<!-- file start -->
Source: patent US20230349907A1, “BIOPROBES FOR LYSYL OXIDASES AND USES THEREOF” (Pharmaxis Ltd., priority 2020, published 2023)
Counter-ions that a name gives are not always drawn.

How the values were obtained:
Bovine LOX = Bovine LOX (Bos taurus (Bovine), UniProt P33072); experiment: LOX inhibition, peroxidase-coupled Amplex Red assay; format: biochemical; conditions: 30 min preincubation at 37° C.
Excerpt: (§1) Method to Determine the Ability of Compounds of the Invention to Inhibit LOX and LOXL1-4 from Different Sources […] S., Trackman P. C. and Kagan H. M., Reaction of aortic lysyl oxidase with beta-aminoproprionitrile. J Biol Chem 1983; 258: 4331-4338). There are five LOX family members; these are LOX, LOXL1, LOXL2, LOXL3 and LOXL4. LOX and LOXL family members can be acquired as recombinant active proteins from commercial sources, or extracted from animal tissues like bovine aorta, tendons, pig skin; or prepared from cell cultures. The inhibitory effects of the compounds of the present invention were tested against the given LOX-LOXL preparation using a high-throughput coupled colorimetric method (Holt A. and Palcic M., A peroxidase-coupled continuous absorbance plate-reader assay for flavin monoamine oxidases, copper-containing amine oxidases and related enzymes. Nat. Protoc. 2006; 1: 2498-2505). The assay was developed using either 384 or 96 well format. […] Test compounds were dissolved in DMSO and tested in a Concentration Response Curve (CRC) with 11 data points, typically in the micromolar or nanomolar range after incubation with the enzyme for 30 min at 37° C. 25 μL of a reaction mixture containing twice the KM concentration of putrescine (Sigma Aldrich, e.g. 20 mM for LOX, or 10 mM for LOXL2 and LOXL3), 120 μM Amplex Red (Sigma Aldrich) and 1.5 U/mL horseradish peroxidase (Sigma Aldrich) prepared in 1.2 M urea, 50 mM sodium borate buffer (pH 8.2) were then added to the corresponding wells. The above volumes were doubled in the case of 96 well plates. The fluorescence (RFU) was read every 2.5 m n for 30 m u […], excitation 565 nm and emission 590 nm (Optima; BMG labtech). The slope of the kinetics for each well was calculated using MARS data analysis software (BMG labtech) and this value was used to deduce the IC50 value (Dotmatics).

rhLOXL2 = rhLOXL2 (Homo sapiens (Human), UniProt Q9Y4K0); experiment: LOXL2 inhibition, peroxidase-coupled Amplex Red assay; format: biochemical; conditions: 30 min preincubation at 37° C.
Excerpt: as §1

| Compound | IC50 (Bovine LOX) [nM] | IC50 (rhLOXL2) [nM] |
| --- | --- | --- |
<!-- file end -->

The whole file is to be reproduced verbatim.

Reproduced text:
Source: patent US20230349907A1, “BIOPROBES FOR LYSYL OXIDASES AND USES THEREOF” (Pharmaxis Ltd., priority 2020, published 2023)
Counter-ions that a name gives are not always drawn.

How the values were obtained:
Bovine LOX = Bovine LOX (Bos taurus (Bovine), UniProt P33072); experiment: LOX inhibition, peroxidase-coupled Amplex Red assay; format: biochemical; conditions: 30 min preincubation at 37° C.
Excerpt: (§1) Method to Determine the Ability of Compounds of the Invention to Inhibit LOX and LOXL1-4 from Different Sources […] S., Trackman P. C. and Kagan H. M., Reaction of aortic lysyl oxidase with beta-aminoproprionitrile. J Biol Chem 1983; 258: 4331-4338). There are five LOX family members; these are LOX, LOXL1, LOXL2, LOXL3 and LOXL4. LOX and LOXL family members can be acquired as recombinant active proteins from commercial sources, or extracted from animal tissues like bovine aorta, tendons, pig skin; or prepared from cell cultures. The inhibitory effects of the compounds of the present invention were tested against the given LOX-LOXL preparation using a high-throughput coupled colorimetric method (Holt A. and Palcic M., A peroxidase-coupled continuous absorbance plate-reader assay for flavin monoamine oxidases, copper-containing amine oxidases and related enzymes. Nat. Protoc. 2006; 1: 2498-2505). The assay was developed using either 384 or 96 well format. […] Test compounds were dissolved in DMSO and tested in a Concentration Response Curve (CRC) with 11 data points, typically in the micromolar or nanomolar range after incubation with the enzyme for 30 min at 37° C. 25 μL of a reaction mixture containing twice the KM concentration of putrescine (Sigma Aldrich, e.g. 20 mM for LOX, or 10 mM for LOXL2 and LOXL3), 120 μM Amplex Red (Sigma Aldrich) and 1.5 U/mL horseradish peroxidase (Sigma Aldrich) prepared in 1.2 M urea, 50 mM sodium borate buffer (pH 8.2) were then added to the corresponding wells. The above volumes were doubled in the case of 96 well plates. The fluorescence (RFU) was read every 2.5 m n for 30 m u […], excitation 565 nm and emission 590 nm (Optima; BMG labtech). The slope of the kinetics for each well was calculated using MARS data analysis software (BMG labtech) and this value was used to deduce the IC50 value (Dotmatics).

rhLOXL2 = rhLOXL2 (Homo sapiens (Human), UniProt Q9Y4K0); experiment: LOXL2 inhibition, peroxidase-coupled Amplex Red assay; format: biochemical; conditions: 30 min preincubation at 37° C.
Excerpt: as §1

| Compound | IC50 (Bovine LOX) [nM] | IC50 (rhLOXL2) [nM] |
| --- | --- | --- |